This Plane Seating Arrangement Is Technically Safer But Passengers Hate It

Flight safety is crucial no matter which airline you fly with or how much you paid for your ticket, though some seats are safer than others. According to a 2015 Time investigation, the safest airplane seats are the middle seats in the back of the plane — yep, the last area to disembark and close to the stinky lavatory.

However, any seat could be made a little safer with one simple tweak: Turn it backward. According to aviation safety experts, rear-facing seats on planes are safer than the traditional forward-facing ones. Data on the subject goes back to at least 1952, when an article published in "Naval Aviation News" stated, "Passengers in Navy transport planes have ten-fold better chances of coming out of crashes alive, thanks to backward-facing seats which are being installed in all new planes" (via Smithsonian Magazine). Many military aircraft still have aft-facing seats today, though the trend never seemed to catch on in commercial planes.

In 2022, an unnamed representative from SAE International, a company that develops safety standards, also confirmed the benefits of backward seats to Reader's Digest: "Forward-facing seats allow the occupant's upper torso to move forward and consequently do not provide the same level of protection [as rear-facing seats]." If seats are rotated, they offer more support to the upper body during an impact or crash.

Why do most plane seats face forward?

If seats would be safer facing the tail of the plane, why do they almost always face the front? One factor comes down to passenger preference. Most people — or, rather, most adults — like to face the same direction as the vehicle they're in. This was revealed in a 1985 study published in the American Journal of Public Health, where seating preferences were recorded in metro trains containing multi-facing seats. While 66% of children chose to face backward in the train carriages, only 25% of adults did the same.

Altering the standard seating arrangement could also cost airlines a lot of money. Besides needing to rip out and rotate seats, companies would have to redesign entire cabins and budget for additional costs. David Learmount, operations and safety editor at and a former RAF pilot and flight instructor, shared with The Telegraph, "During an impact, the passenger's [center] of gravity would be higher and the seat would be taking more of the strain – therefore the seat itself, the fittings, and the floor of the aircraft would need to be strengthened. That would increase the weight of the aircraft, which would increase fuel consumption." Given the hassle and higher operating costs, don't expect to see any major changes to flight seats any time soon.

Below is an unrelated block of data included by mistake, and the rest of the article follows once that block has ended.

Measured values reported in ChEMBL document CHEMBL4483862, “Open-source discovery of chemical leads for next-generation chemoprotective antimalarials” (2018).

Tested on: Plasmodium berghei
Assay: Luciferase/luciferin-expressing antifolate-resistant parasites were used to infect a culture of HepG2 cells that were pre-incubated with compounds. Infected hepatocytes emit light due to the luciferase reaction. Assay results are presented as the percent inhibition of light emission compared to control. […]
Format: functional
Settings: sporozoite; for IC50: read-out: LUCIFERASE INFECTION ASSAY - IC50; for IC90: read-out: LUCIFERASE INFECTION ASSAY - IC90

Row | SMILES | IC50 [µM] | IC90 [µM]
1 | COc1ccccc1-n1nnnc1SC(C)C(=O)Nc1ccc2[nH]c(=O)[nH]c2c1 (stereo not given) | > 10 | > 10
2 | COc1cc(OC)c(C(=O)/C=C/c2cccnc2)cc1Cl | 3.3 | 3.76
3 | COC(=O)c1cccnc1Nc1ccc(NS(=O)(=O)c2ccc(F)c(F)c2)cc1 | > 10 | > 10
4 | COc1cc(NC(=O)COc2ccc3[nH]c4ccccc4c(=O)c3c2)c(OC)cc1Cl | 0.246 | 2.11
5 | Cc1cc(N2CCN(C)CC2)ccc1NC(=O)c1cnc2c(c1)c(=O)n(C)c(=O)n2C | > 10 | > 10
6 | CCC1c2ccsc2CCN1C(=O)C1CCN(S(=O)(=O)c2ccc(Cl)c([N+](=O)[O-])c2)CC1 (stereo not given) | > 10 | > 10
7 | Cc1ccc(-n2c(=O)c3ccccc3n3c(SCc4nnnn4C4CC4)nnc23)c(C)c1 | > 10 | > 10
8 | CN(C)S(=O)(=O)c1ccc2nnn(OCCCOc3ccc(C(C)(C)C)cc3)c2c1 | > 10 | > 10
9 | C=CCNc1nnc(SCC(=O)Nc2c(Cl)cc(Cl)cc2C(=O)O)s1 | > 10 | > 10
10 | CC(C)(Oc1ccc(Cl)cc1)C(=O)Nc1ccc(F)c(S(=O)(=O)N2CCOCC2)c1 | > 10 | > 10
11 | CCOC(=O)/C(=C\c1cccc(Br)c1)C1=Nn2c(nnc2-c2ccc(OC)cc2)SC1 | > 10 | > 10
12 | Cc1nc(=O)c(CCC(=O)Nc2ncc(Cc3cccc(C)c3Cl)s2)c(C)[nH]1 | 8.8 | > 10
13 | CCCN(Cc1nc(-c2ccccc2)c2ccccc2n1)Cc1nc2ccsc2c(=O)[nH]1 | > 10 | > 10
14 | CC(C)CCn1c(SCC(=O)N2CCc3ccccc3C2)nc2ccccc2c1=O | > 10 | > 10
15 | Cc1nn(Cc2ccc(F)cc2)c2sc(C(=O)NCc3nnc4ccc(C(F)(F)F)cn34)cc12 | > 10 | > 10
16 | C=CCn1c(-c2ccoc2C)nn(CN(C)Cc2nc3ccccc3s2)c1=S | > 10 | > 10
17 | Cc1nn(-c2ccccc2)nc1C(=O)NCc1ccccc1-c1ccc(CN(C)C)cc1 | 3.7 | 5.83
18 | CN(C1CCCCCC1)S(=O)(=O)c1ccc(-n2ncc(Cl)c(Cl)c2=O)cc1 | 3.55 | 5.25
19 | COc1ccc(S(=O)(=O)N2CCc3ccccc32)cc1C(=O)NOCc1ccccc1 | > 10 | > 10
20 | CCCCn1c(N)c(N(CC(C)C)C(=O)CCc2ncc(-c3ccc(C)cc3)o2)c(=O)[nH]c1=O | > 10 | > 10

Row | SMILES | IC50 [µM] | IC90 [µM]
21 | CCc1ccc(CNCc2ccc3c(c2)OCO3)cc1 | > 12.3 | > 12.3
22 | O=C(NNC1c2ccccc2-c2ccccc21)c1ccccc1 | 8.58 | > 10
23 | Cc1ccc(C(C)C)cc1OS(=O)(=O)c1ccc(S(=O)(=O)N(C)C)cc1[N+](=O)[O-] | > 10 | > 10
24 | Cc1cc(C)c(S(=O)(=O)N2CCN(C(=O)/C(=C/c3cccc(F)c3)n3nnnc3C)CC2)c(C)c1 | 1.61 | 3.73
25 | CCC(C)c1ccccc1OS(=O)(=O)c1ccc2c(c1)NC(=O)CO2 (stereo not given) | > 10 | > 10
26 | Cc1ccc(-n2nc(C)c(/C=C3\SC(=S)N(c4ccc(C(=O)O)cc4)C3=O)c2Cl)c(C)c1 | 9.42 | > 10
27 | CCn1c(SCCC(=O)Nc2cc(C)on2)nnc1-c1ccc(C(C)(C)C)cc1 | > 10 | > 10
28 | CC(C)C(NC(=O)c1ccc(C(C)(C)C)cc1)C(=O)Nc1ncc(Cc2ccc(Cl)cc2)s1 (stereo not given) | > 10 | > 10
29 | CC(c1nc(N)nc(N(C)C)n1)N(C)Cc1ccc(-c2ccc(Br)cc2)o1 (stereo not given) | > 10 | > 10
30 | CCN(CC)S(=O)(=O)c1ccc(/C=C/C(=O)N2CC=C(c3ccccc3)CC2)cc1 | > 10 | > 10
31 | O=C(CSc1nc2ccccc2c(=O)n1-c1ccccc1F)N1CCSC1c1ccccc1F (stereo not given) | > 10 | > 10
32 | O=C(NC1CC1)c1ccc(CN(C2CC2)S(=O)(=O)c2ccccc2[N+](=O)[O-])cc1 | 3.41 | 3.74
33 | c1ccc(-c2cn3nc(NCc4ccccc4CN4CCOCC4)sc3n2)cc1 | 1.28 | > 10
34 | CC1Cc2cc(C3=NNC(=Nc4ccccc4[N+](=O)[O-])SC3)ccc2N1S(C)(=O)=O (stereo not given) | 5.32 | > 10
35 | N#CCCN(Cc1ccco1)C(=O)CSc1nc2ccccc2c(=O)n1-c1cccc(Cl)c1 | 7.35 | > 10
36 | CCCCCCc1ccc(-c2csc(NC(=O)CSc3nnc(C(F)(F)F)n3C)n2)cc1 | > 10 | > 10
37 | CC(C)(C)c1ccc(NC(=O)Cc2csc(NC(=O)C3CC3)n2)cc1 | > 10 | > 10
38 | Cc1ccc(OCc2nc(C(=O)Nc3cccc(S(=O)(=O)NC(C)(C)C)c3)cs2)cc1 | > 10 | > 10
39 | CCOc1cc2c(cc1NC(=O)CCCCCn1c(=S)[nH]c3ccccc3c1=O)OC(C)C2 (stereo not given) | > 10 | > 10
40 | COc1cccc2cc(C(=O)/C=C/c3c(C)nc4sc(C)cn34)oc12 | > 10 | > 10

Some airlines embrace rear-facing seats

If you're concerned about staying safe while traveling, or if you simply share the playfulness of the train-study children, you might be able to nab a rear-facing seat if you know where to look. In 2023, TikTok creator Megan Homme shared a viral video of her flight's unique layout, where rows faced each other, allowing for both front-facing and rear-facing seats (and given the knee-to-knee configuration, she didn't seem so thrilled about the design). Though Homme didn't name the carrier, she noted in a comment that it was a regional airline in Sweden.

Across the pond, British Airways also uses some rear-facing seats in the middle blocks and near the windows in its upgraded Club World cabins. United Arab Emirates-based Etihad Airways also utilizes backward seats in a few of its aircraft, but like British Airways, they're only found in upgraded airline classes.

In the U.S., rear-facing seats are becoming increasingly rare. Southwest Airlines once included aft-facing seats in its lounge configurations but began phasing them out in the 1990s. Today, you can still find backward seats in some United and American Airlines business class layouts.